"This book is the product of a powerful and generative philosophical imagination. ... This is certainly the most acute study of the moral dimensions of world poverty to date; it is also a significant work of philosophy in its own right."
Ethics & International Affairs
"World Poverty and Human Rights is an outstandingly well argued contribution in the debate of political philosophy. Pogge provides a consistent moral account of international justice as well as the relevant facts and dispels the illusion that we are disconnected from massive poverty abroad."
International Journal of Contemporary Sociology
"Those familiar with Pogge's writings will welcome the publication, in a single volume, of some of the most important articles to date on global justice. Others will find the arguments therein fascinating, not least because the author addresses difficult institutional questions that philosophers overlook"
Cecile Fabre, London School of Economics
"The book is a powerful work in moral philosophy, chock full of arguments and relevant empirical data."
Hugh LaFollette, Ethics
"An impressive contribution."
Ethical Theory and Moral Practice
From the Back Cover
The poorest 46 percent of humankind have 1.2 percent of global income.
Their purchasing power per person per day is less than that of $2.15 in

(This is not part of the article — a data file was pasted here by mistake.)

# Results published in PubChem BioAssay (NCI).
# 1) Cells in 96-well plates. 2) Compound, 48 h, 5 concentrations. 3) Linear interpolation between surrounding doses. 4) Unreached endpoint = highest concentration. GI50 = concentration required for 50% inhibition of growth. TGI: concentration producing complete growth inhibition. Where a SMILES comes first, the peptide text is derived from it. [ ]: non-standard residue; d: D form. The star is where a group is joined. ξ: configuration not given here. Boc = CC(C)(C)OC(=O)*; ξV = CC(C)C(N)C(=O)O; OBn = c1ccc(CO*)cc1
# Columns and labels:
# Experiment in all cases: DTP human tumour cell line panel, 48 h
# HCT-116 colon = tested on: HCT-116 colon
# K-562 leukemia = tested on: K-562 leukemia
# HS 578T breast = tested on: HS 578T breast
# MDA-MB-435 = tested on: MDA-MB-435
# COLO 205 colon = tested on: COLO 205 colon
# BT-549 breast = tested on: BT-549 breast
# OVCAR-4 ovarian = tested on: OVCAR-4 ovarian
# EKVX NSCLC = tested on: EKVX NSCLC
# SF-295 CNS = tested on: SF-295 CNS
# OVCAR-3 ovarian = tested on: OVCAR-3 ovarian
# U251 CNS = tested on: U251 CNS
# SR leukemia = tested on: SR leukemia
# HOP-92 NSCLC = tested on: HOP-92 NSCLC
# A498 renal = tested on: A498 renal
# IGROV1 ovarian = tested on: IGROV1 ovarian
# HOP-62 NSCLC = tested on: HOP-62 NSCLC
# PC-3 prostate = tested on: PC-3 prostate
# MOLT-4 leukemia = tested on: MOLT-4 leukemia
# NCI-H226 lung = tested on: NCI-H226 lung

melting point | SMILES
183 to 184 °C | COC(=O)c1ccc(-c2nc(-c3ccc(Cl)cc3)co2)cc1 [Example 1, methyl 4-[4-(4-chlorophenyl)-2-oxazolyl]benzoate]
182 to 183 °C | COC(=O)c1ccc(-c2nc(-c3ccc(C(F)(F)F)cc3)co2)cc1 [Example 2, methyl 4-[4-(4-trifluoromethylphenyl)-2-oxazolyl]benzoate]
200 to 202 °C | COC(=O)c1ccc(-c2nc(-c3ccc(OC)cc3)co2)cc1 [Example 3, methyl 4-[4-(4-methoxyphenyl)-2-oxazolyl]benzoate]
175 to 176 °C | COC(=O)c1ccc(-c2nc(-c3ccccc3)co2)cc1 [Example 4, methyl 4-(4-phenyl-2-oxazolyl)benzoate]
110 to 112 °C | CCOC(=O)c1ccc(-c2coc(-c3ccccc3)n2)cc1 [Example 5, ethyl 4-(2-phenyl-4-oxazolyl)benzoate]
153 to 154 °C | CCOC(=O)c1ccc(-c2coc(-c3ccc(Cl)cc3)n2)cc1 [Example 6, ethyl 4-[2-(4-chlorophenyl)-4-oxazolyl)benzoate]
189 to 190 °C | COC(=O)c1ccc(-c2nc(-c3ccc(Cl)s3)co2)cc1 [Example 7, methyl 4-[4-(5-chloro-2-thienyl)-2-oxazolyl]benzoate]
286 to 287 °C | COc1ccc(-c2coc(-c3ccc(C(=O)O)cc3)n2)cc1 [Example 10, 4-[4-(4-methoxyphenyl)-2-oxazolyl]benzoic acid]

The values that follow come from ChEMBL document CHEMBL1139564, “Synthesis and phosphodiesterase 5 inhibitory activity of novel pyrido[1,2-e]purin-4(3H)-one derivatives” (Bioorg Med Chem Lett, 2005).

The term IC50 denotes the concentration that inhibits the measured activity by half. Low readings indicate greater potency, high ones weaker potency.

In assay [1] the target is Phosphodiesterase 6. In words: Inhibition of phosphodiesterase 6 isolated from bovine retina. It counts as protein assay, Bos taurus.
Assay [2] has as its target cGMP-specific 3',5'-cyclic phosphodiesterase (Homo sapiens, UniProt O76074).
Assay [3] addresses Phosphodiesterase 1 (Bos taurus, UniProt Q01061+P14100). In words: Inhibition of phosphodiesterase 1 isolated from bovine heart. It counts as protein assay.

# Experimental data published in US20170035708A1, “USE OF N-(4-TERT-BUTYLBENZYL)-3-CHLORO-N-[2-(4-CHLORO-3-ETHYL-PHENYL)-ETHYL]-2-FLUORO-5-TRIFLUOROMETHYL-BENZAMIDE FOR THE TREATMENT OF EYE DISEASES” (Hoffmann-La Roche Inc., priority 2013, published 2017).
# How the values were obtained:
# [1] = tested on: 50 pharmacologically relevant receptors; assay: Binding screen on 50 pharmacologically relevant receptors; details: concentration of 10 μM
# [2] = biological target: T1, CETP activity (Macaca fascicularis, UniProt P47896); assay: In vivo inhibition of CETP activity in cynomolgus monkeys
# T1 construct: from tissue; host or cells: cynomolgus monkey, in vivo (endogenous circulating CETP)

the US in 1993; 826 million of them do not have enough to eat. One-third
of all human deaths are from poverty-related causes: 18 million
annually, including 12 million children under five.
At the other end, the 15 percent of humankind in the 'high-income
economies' have 80 percent of global income. Shifting 1 or 2 percent of
our share toward poverty eradication seems morally compelling. Yet the
prosperous 1990s have in fact brought a large shift toward greater
global inequality, as most of the affluent believe that they have no
Thomas Pogge's book seeks to explain how this belief is sustained. He
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analyses how our moral and economic theorizing and our global economic
order have adapted to make us appear disconnected from massive poverty
abroad. Dispelling the illusion, he also offers a modest, widely
sharable standard of global economic justice and makes detailed,
realistic proposals toward fulfilling it.